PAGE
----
Effects of Exposed to Antipsychotics Throughout Pregnancy on Infants Development: A Prospective Study

The safety and scientific validity of this study is the responsibility of the study sponsor and investigators. Listing a study does not mean it has been evaluated by the U.S. Federal Government. Read our disclaimer for details. Identifier: NCT01479400
Recruitment Status : Completed
First Posted : November 24, 2011
Last Update Posted : November 24, 2011
Information provided by (Responsible Party):
Renrong Wu, Central South University

Brief Summary:
The primary aim of this prospective study is to evaluate the effect of antipsychotics on infant development especially neurobehavioral development which evaluated by the Bayley-III when mothers are treated with antipsychotics throughout their pregnancy.

Condition or disease

Detailed Description:
The neurodevelopmental effect of antipsychotics on fetus has always been a major concern for women who need antipsychotic treatments and are in their reproductive years. The fear of harmful effects from antipsychotic on fetus and unplanned pregnancy commonly causes non-adherence to treatments. Even for those who are willing to maintain their antipsychotic treatments during pregnancy, the fear of potential harmful effects from antipsychotic on fetus can still exist. It is well known that non-adherence to antipsychotic treatments in patients with schizophrenia can cause most to relapse and poor treatment response. The consequences of relapse not only increase personal suffering, but also increase family and societal burden.Clearly, it is important to evaluate the safety of antipsychotics during pregnancy. However, up to now, most information about antipsychotics on reproductive safety and the effects on infant development come from case reports, case series, and retrospective studies.So the study was to investigate the developmental effects of antipsychotics on infants who were exposed to as fetus.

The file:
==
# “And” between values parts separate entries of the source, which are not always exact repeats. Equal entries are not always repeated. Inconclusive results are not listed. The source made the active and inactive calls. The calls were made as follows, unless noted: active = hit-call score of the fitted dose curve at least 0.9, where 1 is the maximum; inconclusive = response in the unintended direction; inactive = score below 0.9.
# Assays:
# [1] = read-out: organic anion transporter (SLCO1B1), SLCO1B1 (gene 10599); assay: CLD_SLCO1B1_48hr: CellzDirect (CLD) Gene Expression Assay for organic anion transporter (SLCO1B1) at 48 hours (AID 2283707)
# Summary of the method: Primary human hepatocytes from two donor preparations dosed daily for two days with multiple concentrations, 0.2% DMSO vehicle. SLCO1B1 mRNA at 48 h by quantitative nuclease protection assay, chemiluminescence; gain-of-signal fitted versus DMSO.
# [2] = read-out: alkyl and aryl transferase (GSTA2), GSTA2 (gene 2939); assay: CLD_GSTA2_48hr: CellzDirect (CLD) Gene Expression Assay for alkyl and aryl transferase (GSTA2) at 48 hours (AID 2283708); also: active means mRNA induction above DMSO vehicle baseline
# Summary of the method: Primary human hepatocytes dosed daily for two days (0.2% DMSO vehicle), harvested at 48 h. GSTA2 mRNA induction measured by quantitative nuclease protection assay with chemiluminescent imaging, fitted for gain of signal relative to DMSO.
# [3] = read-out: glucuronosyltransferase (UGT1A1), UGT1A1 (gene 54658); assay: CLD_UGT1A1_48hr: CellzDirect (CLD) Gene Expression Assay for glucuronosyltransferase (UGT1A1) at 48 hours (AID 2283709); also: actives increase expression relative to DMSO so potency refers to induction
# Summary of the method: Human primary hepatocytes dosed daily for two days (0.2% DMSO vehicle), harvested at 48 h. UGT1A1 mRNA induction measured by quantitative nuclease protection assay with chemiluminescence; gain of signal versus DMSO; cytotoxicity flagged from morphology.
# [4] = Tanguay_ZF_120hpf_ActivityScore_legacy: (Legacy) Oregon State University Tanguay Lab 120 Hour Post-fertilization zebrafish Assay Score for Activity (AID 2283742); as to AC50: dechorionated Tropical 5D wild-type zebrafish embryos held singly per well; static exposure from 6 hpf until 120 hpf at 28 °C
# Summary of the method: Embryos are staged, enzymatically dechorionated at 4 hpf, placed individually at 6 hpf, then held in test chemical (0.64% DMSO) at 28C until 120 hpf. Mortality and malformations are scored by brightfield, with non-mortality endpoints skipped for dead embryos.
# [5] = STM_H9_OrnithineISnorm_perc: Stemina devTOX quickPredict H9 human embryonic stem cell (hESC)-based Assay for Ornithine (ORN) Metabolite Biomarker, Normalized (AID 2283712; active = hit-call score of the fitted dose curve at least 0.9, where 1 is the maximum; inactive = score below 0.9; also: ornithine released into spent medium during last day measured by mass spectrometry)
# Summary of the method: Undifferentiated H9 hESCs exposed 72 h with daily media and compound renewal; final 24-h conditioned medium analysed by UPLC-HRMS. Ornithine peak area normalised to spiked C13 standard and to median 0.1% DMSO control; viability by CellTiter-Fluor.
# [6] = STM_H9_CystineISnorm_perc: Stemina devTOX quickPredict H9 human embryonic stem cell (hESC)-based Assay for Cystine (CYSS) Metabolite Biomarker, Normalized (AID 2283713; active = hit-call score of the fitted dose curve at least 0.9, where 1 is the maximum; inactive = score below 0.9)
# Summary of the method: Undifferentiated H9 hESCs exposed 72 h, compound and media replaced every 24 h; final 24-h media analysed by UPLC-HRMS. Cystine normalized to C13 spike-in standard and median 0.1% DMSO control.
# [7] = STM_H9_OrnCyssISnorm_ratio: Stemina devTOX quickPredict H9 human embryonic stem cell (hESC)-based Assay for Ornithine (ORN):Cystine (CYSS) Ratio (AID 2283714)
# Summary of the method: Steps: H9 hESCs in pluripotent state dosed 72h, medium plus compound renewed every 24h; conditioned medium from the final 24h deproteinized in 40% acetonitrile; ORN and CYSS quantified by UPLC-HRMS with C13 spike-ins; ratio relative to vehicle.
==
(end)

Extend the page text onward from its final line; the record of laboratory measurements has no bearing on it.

Study Type : Observational
Actual Enrollment : 152 participants
Observational Model: Case Control
Time Perspective: Prospective
Official Title: Safety Study for Infants Who Exposed to Antipsychotics as Fetus
Study Start Date : October 2007
Actual Primary Completion Date : December 2010
Actual Study Completion Date : May 2011

Resource links provided by the National Library of Medicine

MedlinePlus related topics: Schizophrenia
U.S. FDA Resources

infants who were exposed to antipsychotics as fetus
infants who were not exposed to antipsychotics as fetus

Primary Outcome Measures :
  1. evidence of negative effects of antipsychotic on infant mental development confirmed by Bayley Scales of Infant and Toddler Development [ Time Frame: one year ]

Information from the National Library of Medicine

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Ages Eligible for Study:   up to 1 Day   (Child)
Sexes Eligible for Study:   All
Accepts Healthy Volunteers:   Yes
Sampling Method:   Probability Sample
Study Population
76 infants who were exposed to antipsychotics as fetus was compared to 76 matched control infants who were not exposed to antipsychotics as fetus.

Inclusion Criteria:

  • newborns
  • exposed to antipsychotic as fetus
  • no exposed to antipsychotic

Exclusion Criteria:

  • malformation
  • liver dysfunction
  • renal dysfunction
  • cardiovascular diseases

Information from the National Library of Medicine

To learn more about this study, you or your doctor may contact the study research staff using the contact information provided by the sponsor.

Please refer to this study by its identifier (NCT number): NCT01479400

China, Hunan
Mental Health Institute
Changsha, Hunan, China, 410011
Sponsors and Collaborators
Central South University

Publications automatically indexed to this study by Identifier (NCT Number):
Responsible Party: Renrong Wu, primary investigator, Central South University Identifier: NCT01479400     History of Changes
Other Study ID Numbers: WU30971052
First Posted: November 24, 2011    Key Record Dates
Last Update Posted: November 24, 2011
Last Verified: November 2011

Keywords provided by Renrong Wu, Central South University:
infant development

Additional relevant MeSH terms:
Schizophrenia Spectrum and Other Psychotic Disorders
Mental Disorders
Antipsychotic Agents
Tranquilizing Agents
Central Nervous System Depressants
Physiological Effects of Drugs
Psychotropic Drugs